Butterflies are some of the most beautiful additions to any garden. Many gardeners are satisfied with enjoying the occasional butterfly which may flutter among their flowers; however, gardeners who witnessed the fascinating metamorphosis of butterflies first hand often want to attract more of these beautiful creatures into their landscapes.
If you want to attract and enjoy butterflies in all their wonder, you must learn to recognize and accept all four phases of their life cycle. Develop an appreciation of caterpillars and become familiar with them. With a little time and study, you can learn which caterpillar turns into which chrysalis and then into which butterfly. Observing this process is an incredible experience.
There are many aspects of attracting butterflies into the garden which center around providing for basic needs of butterflies and their larvae (caterpillars). The primary needs are food, water, and a habitat in which they can live and breed. Attracting butterflies may be as simple or as extensive project as you would like to make it.
The most obvious way to attract butterflies is to add plants which provide nectar. Fortunately most of these plants are attractive and colorful additions to you garden. Below is a partial list of these plants.
Trees: Vitex, Desert willow, and redbud
Shrubs: Glossy Abelia, Cenizo, Century plant, and spirea
Perennials: Buddleia, Blackfoot daisy, Lantana, Anisacanthus, Asclepias, Monarda, Tithonia, Verbena, Gaillardia, Summer Phlox, Salvia Leucantha, purple coneflower, Joe pye weed, Caryopteris, cigar plant, shrimp plant, Liatris, Red Hot poker, Scabiosa, and veronica
Annuals: Sweet Alyssum, Torenia, Pentas, Candytuft, Purslane, Gomphrena, Cosmos, Petunia, Calendula, Impatiens, Zinnia, Periwinkle, and Pansy
Vines: Queens Crown, Mexican flame vine, Sweet Pea, Scarlet runner bean, Honeysuckle, Wisteria, Bougainvillea, Star Jasmine, Carolina Jessamine, Sweet Autumn clematis, Morning Glory and Passion Vine
Herbs: Chives, Lavender, Bergamont, Marjoram, Borage, Pineapple sage, Catmint, Spearmint, and Anise hyssop
The second food source you can provide is the larvae of the butterfly, the caterpillar. Mature female butterflies instinctively know to lay their eggs on certain plants which will provide food for newly hatched caterpillars. Understanding that this is an important part of the life cycle of the butterfly will help you be tolerant of the damage they may do to their host plants. During this relative short-livid stage, caterpillars eat voraciously prior to transforming into chrysalis or pupa.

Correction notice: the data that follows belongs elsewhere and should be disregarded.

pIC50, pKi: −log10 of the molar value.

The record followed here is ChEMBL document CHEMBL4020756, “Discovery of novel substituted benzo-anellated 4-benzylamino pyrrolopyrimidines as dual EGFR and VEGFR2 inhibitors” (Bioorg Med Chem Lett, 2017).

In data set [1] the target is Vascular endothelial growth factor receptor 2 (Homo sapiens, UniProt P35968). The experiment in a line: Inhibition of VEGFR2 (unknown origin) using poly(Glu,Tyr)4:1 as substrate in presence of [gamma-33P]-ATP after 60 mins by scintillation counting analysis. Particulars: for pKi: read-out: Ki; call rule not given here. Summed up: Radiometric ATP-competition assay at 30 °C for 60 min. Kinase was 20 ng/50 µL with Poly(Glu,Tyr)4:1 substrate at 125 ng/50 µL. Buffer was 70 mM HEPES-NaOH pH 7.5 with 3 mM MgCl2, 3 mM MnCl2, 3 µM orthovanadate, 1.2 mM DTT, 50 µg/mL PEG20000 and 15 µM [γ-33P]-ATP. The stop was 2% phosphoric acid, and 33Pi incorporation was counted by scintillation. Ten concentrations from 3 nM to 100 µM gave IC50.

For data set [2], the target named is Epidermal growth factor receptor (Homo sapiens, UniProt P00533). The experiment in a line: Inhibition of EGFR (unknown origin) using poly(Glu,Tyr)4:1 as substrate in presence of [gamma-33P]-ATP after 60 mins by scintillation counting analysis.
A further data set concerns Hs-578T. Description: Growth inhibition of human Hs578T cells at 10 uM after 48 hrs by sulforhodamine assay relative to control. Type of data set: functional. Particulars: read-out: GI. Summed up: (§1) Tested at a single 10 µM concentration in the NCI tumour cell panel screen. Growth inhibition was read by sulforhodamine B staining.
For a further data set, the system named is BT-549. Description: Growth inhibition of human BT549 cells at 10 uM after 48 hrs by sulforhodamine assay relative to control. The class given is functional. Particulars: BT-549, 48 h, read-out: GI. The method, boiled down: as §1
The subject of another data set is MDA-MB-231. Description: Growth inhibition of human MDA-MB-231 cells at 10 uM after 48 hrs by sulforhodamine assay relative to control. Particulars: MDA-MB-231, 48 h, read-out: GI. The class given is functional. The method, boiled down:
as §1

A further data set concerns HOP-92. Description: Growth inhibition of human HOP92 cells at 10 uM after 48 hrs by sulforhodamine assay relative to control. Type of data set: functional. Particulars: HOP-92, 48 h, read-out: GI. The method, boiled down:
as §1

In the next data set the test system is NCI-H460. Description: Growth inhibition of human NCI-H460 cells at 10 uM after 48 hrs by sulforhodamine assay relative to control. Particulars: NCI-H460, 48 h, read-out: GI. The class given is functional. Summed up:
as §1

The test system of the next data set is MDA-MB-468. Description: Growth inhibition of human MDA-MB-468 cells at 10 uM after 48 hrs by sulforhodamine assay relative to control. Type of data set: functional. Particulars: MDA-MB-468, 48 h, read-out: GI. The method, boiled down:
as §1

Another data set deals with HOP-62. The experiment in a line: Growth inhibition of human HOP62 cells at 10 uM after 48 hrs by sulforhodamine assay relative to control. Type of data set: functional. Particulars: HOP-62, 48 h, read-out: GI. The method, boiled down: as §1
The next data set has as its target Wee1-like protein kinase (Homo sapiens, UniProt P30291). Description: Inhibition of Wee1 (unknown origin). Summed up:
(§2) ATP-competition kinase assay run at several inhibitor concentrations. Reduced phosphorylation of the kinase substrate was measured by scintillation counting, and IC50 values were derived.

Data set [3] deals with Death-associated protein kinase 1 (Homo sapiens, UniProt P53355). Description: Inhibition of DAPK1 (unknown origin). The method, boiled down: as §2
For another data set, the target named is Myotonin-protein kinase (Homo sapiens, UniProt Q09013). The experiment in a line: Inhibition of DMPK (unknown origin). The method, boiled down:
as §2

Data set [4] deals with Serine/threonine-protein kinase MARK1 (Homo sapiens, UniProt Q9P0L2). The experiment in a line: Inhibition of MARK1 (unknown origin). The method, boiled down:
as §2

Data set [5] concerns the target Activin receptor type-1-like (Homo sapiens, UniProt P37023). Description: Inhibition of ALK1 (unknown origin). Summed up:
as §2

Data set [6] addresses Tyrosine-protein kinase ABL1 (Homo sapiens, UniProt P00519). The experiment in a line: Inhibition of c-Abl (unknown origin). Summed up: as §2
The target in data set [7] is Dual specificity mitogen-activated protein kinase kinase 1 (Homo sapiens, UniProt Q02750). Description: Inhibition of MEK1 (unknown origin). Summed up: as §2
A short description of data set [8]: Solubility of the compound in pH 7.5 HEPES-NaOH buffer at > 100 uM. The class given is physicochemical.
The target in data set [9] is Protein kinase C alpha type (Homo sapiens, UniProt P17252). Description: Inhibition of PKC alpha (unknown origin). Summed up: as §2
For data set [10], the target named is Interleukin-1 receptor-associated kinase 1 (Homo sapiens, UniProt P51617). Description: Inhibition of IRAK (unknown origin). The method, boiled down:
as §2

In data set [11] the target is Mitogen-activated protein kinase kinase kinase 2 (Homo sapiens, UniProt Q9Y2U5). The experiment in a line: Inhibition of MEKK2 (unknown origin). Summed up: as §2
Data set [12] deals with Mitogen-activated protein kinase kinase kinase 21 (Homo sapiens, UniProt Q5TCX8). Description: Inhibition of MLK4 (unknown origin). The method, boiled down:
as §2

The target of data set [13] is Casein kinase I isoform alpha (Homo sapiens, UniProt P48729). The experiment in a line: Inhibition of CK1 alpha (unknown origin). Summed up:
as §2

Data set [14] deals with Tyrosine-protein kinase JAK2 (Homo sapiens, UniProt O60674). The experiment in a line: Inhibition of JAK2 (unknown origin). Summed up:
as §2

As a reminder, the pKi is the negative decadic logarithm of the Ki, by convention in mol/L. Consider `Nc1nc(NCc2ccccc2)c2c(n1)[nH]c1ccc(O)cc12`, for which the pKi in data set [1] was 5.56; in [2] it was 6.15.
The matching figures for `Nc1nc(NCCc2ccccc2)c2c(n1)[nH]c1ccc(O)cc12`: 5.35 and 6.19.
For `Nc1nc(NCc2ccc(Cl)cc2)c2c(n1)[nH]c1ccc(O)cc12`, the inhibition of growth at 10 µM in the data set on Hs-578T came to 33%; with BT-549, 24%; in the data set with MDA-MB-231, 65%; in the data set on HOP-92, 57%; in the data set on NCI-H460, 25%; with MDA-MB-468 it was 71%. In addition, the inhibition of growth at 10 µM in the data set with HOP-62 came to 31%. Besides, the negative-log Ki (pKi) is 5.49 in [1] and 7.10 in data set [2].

By planting specific larval food on which the butterflies can lay eggs, you can provide hatching caterpillars food to mature and then pupate into chrysalises. Some of these plants are listed below:
Trees: Apple, Texas ebony, Hackberry, Sweet bay, Cedar elm, Pecan, Redbud, Catalpa, Citrus, Mountain laurel, Texas persimmon, Cherry, Dogwood, Mexican plum, Peach, Pear, and oaks
Shrubs: Abutilon, Barbados Cherry, Althea, Yaupon holly, Native lantana, Mexican buckeye, Possum haw holly, Southern waxmyrtle, Cenizo, Agave, Senna, Yucca, and Privet
Perennials: Shrimp plant, Butter and eggs, Abutilon, Asclepias, Native antelope horns, Canna, Clover, Aster, Frog fruit, and Rudbeckia
Annuals: Sweet Alyssum, Calendula, Amaranth, Texas paintbrush, Edible beans, Cole family, Texas bluebonnet, sunflower, Pansy, Okra, and Beets
Vines: Passion vine, Sweet pea, pipevine, and Wisteria
Herbs: Borage, Dill, Fennel, Parsley, Lambs quarters, Nasturtium, and sorrel
Other ways to attract butterflies are to provide containers of rotting fruit and areas of moist sand to provide water. Butterflies love to warm themselves in the sun, and this activity is called basking. Provide rocks, logs, and open mulched areas in places which receive the morning sun will be appreciated by your butterfly population.
Note: If you want the maximum number of butterflies in your garden, it is important to follow organic gardening practices and avoid the use of BT (Bacillus thuringiensis) as this product kills all caterpillars